From Brixton Supper Club To Michelin Glory: Chishuru Wins First Star For Nigerian Cuisine

The self-taught Nigerian chef received a Michelin star in 2023 just months after relocating to the West End.

Mere months after moving to the West End in London, the West African eatery Chishuru has earned a coveted Michelin star.

Winning Michelin acclaim caps a remarkable journey for self-taught chef Adejoké “Joké” Bakare. “I’m speechless, which isn’t usually the case,” a stunned Bakare remarked upon the Feb. 5 award announcement.

Bakare opened Chishuru in 2020 after winning a local cooking competition, and ran it out of Brixton Village with one kitchen assistant. Chishuru first wowed diners with homestyle West African dishes like £18 two-course meals of Jollof and fried plantain. Now, her Chishuru, located minutes from Oxford Circus, offers a £75 tasting menu in a two-floor space.

Signature plates range from moi moi with bone marrow to seasonal shellfish swimming in a pepper soup broth. Bakare synthesizes these touches of her homeland with global techniques. As food critic Jimi Famurewa praised upon awarding a four-star review, Chishuru displays the chef’s “blazing, intuitive talent” through “the power to take your breath away.”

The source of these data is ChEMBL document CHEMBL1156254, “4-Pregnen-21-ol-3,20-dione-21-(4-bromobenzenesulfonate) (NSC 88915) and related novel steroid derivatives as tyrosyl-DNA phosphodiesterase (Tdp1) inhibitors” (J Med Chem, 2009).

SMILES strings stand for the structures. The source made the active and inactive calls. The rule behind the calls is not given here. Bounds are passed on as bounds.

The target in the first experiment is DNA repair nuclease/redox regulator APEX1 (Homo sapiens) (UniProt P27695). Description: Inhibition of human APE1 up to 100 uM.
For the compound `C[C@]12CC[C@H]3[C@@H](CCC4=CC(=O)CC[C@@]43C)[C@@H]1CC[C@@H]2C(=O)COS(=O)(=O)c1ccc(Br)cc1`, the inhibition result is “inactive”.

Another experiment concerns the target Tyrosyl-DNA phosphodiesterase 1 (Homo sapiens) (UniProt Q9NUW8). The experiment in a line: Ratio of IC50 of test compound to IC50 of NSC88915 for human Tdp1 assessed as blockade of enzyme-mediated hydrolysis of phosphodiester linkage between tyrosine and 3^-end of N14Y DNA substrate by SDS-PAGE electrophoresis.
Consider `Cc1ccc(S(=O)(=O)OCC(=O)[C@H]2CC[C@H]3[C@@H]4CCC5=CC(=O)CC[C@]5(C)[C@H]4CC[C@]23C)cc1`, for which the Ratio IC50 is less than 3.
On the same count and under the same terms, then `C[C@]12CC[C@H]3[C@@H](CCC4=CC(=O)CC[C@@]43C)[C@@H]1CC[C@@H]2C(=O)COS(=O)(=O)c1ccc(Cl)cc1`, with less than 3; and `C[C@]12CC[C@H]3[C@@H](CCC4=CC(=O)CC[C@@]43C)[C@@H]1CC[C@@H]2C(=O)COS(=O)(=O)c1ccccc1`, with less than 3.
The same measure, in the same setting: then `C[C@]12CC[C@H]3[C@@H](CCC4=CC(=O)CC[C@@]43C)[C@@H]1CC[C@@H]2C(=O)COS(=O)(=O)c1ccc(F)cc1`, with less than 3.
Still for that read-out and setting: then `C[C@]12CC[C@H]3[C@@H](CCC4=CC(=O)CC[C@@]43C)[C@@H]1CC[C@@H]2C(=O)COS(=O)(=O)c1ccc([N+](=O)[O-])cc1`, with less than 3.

From a humble supper club in North London to a major restaurant player bringing West African cuisine into the spotlight, Bakare originally dreamed of food services, running a university fish-and-chips stand in Nigeria before moving to the U.K. in the 1990s. After years in London property management, she started Chishuru.

According to the restaurant, Bakare has rapidly risen to prominence in the culinary world, earning recognition as one of Code’s 100 Most Influential Women in Hospitality in 2022, as well as becoming shortlisted for Innovator of the Year at the GQ Food & Drink Awards 2022 and Chef to Watch in the National Restaurant Awards.

Other West African chefs who won a Michelin Award this year include Fitzrovia’s Akoko, dubbed “one of the most memorable meals of the year.” But Chishuru stood apart as London’s first Michelin-starred West African restaurant—an ascent mirroring Chef Bakare’s goal to share her culture’s vibrant flavors globally.